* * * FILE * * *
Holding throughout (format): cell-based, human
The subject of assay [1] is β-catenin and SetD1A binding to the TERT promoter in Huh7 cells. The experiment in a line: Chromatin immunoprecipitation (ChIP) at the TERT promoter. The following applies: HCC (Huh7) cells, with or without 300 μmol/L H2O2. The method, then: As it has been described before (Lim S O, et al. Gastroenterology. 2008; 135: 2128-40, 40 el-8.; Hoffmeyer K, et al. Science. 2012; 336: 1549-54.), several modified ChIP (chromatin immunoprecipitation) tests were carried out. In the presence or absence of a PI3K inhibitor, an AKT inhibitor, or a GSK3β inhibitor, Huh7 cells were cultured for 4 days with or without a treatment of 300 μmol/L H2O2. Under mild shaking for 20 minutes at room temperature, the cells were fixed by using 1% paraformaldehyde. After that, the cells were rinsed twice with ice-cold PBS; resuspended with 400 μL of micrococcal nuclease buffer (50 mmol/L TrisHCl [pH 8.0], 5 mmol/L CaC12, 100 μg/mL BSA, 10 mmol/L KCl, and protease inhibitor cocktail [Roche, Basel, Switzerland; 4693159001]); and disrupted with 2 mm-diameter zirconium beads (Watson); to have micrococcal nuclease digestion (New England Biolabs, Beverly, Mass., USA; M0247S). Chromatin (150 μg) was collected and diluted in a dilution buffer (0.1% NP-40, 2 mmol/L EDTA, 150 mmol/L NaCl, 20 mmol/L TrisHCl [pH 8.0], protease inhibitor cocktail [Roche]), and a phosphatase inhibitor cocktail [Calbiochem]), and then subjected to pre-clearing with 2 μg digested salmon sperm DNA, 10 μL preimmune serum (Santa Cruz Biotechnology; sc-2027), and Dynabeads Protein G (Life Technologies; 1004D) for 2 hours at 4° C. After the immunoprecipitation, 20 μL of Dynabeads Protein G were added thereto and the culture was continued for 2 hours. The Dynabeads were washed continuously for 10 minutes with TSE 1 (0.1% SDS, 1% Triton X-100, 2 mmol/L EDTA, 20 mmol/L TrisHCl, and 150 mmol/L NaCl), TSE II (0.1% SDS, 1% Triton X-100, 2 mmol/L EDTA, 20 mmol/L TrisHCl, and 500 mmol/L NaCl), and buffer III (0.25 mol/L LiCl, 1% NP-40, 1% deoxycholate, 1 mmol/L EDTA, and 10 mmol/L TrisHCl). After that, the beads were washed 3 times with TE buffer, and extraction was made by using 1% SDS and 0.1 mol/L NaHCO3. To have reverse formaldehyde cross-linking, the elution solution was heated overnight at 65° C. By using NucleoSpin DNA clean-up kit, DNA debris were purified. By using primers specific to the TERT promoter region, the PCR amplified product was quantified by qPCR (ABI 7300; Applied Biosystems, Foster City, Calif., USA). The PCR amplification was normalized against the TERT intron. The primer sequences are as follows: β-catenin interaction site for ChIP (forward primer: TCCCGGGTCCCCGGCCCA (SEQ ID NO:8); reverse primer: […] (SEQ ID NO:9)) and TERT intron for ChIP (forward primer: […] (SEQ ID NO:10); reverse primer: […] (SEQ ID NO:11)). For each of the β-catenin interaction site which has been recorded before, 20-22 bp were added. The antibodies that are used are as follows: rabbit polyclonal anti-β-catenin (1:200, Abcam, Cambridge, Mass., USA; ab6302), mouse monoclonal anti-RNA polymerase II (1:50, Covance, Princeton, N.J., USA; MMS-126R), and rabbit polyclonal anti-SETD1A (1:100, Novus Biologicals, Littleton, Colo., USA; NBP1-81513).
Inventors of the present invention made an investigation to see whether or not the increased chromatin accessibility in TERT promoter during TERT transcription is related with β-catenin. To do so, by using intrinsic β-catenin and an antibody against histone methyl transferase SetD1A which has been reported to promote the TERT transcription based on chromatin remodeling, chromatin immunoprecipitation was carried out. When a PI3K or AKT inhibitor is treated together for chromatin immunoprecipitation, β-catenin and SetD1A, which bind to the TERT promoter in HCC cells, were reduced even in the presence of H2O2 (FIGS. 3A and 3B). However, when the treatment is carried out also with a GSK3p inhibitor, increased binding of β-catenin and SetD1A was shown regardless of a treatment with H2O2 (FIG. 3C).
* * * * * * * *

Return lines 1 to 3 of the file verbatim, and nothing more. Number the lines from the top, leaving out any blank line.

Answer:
Holding throughout (format): cell-based, human
The subject of assay [1] is β-catenin and SetD1A binding to the TERT promoter in Huh7 cells. The experiment in a line: Chromatin immunoprecipitation (ChIP) at the TERT promoter. The following applies: HCC (Huh7) cells, with or without 300 μmol/L H2O2. The method, then: As it has been described before (Lim S O, et al. Gastroenterology. 2008; 135: 2128-40, 40 el-8.; Hoffmeyer K, et al. Science. 2012; 336: 1549-54.), several modified ChIP (chromatin immunoprecipitation) tests were carried out. In the presence or absence of a PI3K inhibitor, an AKT inhibitor, or a GSK3β inhibitor, Huh7 cells were cultured for 4 days with or without a treatment of 300 μmol/L H2O2. Under mild shaking for 20 minutes at room temperature, the cells were fixed by using 1% paraformaldehyde. After that, the cells were rinsed twice with ice-cold PBS; resuspended with 400 μL of micrococcal nuclease buffer (50 mmol/L TrisHCl [pH 8.0], 5 mmol/L CaC12, 100 μg/mL BSA, 10 mmol/L KCl, and protease inhibitor cocktail [Roche, Basel, Switzerland; 4693159001]); and disrupted with 2 mm-diameter zirconium beads (Watson); to have micrococcal nuclease digestion (New England Biolabs, Beverly, Mass., USA; M0247S). Chromatin (150 μg) was collected and diluted in a dilution buffer (0.1% NP-40, 2 mmol/L EDTA, 150 mmol/L NaCl, 20 mmol/L TrisHCl [pH 8.0], protease inhibitor cocktail [Roche]), and a phosphatase inhibitor cocktail [Calbiochem]), and then subjected to pre-clearing with 2 μg digested salmon sperm DNA, 10 μL preimmune serum (Santa Cruz Biotechnology; sc-2027), and Dynabeads Protein G (Life Technologies; 1004D) for 2 hours at 4° C. After the immunoprecipitation, 20 μL of Dynabeads Protein G were added thereto and the culture was continued for 2 hours. The Dynabeads were washed continuously for 10 minutes with TSE 1 (0.1% SDS, 1% Triton X-100, 2 mmol/L EDTA, 20 mmol/L TrisHCl, and 150 mmol/L NaCl), TSE II (0.1% SDS, 1% Triton X-100, 2 mmol/L EDTA, 20 mmol/L TrisHCl, and 500 mmol/L NaCl), and buffer III (0.25 mol/L LiCl, 1% NP-40, 1% deoxycholate, 1 mmol/L EDTA, and 10 mmol/L TrisHCl). After that, the beads were washed 3 times with TE buffer, and extraction was made by using 1% SDS and 0.1 mol/L NaHCO3. To have reverse formaldehyde cross-linking, the elution solution was heated overnight at 65° C. By using NucleoSpin DNA clean-up kit, DNA debris were purified. By using primers specific to the TERT promoter region, the PCR amplified product was quantified by qPCR (ABI 7300; Applied Biosystems, Foster City, Calif., USA). The PCR amplification was normalized against the TERT intron. The primer sequences are as follows: β-catenin interaction site for ChIP (forward primer: TCCCGGGTCCCCGGCCCA (SEQ ID NO:8); reverse primer: […] (SEQ ID NO:9)) and TERT intron for ChIP (forward primer: […] (SEQ ID NO:10); reverse primer: […] (SEQ ID NO:11)). For each of the β-catenin interaction site which has been recorded before, 20-22 bp were added. The antibodies that are used are as follows: rabbit polyclonal anti-β-catenin (1:200, Abcam, Cambridge, Mass., USA; ab6302), mouse monoclonal anti-RNA polymerase II (1:50, Covance, Princeton, N.J., USA; MMS-126R), and rabbit polyclonal anti-SETD1A (1:100, Novus Biologicals, Littleton, Colo., USA; NBP1-81513).
Inventors of the present invention made an investigation to see whether or not the increased chromatin accessibility in TERT promoter during TERT transcription is related with β-catenin. To do so, by using intrinsic β-catenin and an antibody against histone methyl transferase SetD1A which has been reported to promote the TERT transcription based on chromatin remodeling, chromatin immunoprecipitation was carried out. When a PI3K or AKT inhibitor is treated together for chromatin immunoprecipitation, β-catenin and SetD1A, which bind to the TERT promoter in HCC cells, were reduced even in the presence of H2O2 (FIGS. 3A and 3B). However, when the treatment is carried out also with a GSK3p inhibitor, increased binding of β-catenin and SetD1A was shown regardless of a treatment with H2O2 (FIG. 3C).